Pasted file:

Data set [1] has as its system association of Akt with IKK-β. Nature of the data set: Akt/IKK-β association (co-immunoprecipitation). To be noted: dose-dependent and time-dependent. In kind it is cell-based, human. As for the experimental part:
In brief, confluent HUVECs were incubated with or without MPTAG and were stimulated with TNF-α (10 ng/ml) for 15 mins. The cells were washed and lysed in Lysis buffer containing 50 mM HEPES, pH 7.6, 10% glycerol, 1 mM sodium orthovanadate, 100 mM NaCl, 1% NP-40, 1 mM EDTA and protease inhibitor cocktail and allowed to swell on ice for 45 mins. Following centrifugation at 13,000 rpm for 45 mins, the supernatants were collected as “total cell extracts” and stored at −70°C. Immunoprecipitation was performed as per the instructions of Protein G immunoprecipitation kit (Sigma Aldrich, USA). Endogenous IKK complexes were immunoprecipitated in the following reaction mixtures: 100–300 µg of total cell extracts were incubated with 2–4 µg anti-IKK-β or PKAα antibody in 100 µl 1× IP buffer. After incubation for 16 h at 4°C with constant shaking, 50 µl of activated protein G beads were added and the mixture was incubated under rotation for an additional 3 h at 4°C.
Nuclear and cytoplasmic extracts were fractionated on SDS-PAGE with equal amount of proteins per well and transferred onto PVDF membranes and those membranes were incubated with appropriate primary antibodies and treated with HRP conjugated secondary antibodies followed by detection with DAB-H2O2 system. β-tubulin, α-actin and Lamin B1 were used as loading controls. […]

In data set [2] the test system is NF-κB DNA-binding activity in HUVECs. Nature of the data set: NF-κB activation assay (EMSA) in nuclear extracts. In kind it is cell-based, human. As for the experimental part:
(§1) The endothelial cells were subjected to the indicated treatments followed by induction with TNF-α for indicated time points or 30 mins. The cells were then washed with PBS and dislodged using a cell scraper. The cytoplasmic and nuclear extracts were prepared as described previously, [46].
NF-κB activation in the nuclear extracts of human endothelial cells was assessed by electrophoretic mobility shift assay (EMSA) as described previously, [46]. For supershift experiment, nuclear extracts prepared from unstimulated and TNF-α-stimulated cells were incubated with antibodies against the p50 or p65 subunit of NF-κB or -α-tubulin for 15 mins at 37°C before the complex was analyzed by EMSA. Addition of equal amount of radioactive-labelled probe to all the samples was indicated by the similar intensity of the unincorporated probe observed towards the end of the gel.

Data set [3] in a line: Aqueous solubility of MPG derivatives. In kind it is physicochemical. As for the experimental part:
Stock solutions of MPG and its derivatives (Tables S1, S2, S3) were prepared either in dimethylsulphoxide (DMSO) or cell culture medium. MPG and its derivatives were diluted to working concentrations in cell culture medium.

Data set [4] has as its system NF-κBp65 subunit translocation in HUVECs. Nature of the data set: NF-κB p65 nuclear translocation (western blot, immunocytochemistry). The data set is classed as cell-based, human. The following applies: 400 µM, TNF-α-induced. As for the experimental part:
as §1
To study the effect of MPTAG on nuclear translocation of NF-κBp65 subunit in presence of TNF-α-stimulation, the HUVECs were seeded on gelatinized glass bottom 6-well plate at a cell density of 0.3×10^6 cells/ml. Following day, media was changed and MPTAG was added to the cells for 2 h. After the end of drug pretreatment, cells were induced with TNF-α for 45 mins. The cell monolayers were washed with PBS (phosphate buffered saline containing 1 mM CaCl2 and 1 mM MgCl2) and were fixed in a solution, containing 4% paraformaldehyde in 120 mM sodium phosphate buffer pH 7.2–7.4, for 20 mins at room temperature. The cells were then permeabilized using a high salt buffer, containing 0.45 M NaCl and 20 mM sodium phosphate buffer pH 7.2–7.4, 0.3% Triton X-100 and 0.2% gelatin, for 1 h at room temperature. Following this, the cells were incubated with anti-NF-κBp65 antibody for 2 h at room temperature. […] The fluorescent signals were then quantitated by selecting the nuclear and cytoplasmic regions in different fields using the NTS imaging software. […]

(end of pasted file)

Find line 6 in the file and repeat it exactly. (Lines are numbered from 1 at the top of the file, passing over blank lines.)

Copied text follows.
NF-κB activation in the nuclear extracts of human endothelial cells was assessed by electrophoretic mobility shift assay (EMSA) as described previously, [46]. For supershift experiment, nuclear extracts prepared from unstimulated and TNF-α-stimulated cells were incubated with antibodies against the p50 or p65 subunit of NF-κB or -α-tubulin for 15 mins at 37°C before the complex was analyzed by EMSA. Addition of equal amount of radioactive-labelled probe to all the samples was indicated by the similar intensity of the unincorporated probe observed towards the end of the gel.